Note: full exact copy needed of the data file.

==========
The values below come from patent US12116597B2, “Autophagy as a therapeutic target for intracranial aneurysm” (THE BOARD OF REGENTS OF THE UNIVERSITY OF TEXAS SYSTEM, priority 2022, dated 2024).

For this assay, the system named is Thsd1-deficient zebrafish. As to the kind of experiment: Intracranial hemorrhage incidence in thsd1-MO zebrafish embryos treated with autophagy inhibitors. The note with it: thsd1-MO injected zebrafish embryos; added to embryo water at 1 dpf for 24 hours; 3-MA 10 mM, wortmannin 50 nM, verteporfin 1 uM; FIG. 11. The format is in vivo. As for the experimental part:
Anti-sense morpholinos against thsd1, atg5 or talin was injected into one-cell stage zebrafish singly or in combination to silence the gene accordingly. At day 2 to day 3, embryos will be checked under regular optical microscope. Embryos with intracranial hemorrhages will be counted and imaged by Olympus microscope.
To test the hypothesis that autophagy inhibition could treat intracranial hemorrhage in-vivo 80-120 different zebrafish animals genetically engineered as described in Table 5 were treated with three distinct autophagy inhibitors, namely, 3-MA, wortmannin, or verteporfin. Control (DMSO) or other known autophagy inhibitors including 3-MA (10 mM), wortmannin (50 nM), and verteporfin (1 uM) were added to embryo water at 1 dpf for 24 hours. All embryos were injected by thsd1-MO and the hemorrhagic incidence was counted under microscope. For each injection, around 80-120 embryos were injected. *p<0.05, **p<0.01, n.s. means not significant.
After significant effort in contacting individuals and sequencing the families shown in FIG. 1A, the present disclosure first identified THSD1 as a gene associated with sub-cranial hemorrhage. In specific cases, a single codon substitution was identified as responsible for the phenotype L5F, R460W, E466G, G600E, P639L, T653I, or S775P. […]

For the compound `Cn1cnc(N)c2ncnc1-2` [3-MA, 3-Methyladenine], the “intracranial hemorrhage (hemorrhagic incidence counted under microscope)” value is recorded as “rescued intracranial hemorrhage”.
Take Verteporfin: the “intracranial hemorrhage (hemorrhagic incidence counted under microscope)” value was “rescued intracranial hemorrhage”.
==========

The values below come from patent US12116597B2, “Autophagy as a therapeutic target for intracranial aneurysm” (THE BOARD OF REGENTS OF THE UNIVERSITY OF TEXAS SYSTEM, priority 2022, dated 2024).

For this assay, the system named is Thsd1-deficient zebrafish. As to the kind of experiment: Intracranial hemorrhage incidence in thsd1-MO zebrafish embryos treated with autophagy inhibitors. The note with it: thsd1-MO injected zebrafish embryos; added to embryo water at 1 dpf for 24 hours; 3-MA 10 mM, wortmannin 50 nM, verteporfin 1 uM; FIG. 11. The format is in vivo. As for the experimental part:
Anti-sense morpholinos against thsd1, atg5 or talin was injected into one-cell stage zebrafish singly or in combination to silence the gene accordingly. At day 2 to day 3, embryos will be checked under regular optical microscope. Embryos with intracranial hemorrhages will be counted and imaged by Olympus microscope.
To test the hypothesis that autophagy inhibition could treat intracranial hemorrhage in-vivo 80-120 different zebrafish animals genetically engineered as described in Table 5 were treated with three distinct autophagy inhibitors, namely, 3-MA, wortmannin, or verteporfin. Control (DMSO) or other known autophagy inhibitors including 3-MA (10 mM), wortmannin (50 nM), and verteporfin (1 uM) were added to embryo water at 1 dpf for 24 hours. All embryos were injected by thsd1-MO and the hemorrhagic incidence was counted under microscope. For each injection, around 80-120 embryos were injected. *p<0.05, **p<0.01, n.s. means not significant.
After significant effort in contacting individuals and sequencing the families shown in FIG. 1A, the present disclosure first identified THSD1 as a gene associated with sub-cranial hemorrhage. In specific cases, a single codon substitution was identified as responsible for the phenotype L5F, R460W, E466G, G600E, P639L, T653I, or S775P. […]

For the compound `Cn1cnc(N)c2ncnc1-2` [3-MA, 3-Methyladenine], the “intracranial hemorrhage (hemorrhagic incidence counted under microscope)” value is recorded as “rescued intracranial hemorrhage”.
Take Verteporfin: the “intracranial hemorrhage (hemorrhagic incidence counted under microscope)” value was “rescued intracranial hemorrhage”.